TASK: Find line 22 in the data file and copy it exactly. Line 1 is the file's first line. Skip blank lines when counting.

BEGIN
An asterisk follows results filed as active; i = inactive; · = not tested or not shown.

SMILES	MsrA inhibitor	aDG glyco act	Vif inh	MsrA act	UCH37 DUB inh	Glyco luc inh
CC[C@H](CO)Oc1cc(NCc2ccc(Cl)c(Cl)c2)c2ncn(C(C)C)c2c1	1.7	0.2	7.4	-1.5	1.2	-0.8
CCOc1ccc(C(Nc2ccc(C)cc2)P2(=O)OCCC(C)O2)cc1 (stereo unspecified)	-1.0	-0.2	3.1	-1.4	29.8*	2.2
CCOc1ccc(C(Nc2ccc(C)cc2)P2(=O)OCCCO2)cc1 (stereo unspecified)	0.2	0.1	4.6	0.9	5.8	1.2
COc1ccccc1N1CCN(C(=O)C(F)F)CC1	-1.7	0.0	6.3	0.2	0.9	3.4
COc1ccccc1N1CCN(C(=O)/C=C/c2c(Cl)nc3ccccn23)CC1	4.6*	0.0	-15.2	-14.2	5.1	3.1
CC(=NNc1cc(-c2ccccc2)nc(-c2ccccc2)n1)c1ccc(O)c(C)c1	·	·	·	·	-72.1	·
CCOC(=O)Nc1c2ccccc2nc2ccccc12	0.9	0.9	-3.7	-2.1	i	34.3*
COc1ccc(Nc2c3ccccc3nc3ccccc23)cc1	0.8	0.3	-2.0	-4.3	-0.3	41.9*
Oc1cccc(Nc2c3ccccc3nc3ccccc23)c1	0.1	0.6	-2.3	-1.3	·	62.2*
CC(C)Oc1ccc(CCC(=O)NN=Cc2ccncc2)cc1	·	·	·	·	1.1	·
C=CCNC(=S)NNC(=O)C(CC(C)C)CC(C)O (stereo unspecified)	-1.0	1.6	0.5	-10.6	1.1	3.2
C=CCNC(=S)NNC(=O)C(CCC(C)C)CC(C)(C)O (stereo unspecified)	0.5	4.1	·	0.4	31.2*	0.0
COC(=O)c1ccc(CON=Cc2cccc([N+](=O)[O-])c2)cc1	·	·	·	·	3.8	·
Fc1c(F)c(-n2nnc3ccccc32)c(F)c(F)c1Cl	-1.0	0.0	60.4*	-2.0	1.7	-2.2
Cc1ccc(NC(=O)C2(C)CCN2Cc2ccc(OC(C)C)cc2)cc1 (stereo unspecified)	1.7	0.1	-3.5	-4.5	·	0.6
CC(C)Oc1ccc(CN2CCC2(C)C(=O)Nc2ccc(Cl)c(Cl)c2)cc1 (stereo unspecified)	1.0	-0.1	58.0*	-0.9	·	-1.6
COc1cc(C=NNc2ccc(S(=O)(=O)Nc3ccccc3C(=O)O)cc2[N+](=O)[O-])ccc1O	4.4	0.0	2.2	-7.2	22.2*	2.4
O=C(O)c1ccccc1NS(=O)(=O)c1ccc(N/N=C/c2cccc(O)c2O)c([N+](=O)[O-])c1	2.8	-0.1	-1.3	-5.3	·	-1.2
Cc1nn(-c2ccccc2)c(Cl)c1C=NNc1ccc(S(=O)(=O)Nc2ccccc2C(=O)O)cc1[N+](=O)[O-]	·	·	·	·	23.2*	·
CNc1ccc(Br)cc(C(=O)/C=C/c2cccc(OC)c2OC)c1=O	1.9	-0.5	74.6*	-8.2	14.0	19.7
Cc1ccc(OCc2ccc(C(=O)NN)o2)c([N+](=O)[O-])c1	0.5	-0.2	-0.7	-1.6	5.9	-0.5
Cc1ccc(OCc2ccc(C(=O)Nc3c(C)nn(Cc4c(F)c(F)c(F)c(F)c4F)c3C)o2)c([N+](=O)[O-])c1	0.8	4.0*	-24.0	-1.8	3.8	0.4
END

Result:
CNc1ccc(Br)cc(C(=O)/C=C/c2cccc(OC)c2OC)c1=O	1.9	-0.5	74.6*	-8.2	14.0	19.7